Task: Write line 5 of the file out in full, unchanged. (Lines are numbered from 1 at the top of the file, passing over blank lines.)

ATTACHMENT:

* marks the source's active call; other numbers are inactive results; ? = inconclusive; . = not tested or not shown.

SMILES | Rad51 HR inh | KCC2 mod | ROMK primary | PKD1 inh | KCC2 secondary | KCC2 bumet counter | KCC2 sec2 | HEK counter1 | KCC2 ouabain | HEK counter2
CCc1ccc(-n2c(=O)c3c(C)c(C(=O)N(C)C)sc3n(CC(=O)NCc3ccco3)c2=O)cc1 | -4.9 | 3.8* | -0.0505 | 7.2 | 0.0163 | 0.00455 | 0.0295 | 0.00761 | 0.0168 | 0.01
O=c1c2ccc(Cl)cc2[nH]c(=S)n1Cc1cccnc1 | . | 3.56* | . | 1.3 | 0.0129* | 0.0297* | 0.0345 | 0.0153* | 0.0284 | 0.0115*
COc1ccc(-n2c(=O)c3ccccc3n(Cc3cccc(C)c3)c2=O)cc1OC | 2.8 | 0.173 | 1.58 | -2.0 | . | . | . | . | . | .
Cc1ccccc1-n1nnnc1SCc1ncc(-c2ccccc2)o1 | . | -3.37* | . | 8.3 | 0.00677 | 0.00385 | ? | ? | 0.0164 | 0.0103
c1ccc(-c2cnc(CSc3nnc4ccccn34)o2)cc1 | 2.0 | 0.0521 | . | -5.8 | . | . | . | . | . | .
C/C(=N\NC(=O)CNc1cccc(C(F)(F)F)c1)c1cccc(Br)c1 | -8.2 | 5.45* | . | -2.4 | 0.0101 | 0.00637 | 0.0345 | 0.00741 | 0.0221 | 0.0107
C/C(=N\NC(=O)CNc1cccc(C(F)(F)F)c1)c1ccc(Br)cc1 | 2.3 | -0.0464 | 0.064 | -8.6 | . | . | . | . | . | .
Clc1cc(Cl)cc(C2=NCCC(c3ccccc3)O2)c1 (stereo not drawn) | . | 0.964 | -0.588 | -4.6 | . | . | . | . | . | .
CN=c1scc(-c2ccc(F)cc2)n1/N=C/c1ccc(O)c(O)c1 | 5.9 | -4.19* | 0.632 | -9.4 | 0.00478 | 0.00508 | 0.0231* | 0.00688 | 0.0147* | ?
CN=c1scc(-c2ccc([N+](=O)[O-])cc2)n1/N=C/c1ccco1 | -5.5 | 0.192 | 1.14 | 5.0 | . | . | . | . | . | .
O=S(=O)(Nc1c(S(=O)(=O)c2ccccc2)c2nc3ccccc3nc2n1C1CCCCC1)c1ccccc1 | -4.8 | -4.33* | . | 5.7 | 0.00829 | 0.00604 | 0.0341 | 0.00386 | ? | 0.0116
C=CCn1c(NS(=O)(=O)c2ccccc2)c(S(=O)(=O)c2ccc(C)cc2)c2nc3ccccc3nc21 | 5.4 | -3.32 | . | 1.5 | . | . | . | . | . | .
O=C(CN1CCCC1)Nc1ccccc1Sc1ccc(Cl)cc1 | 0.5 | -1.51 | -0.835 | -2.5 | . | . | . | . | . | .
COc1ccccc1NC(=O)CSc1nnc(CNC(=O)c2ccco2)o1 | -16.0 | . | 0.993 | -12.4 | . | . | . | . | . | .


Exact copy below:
COc1ccc(-n2c(=O)c3ccccc3n(Cc3cccc(C)c3)c2=O)cc1OC | 2.8 | 0.173 | 1.58 | -2.0 | . | . | . | . | . | .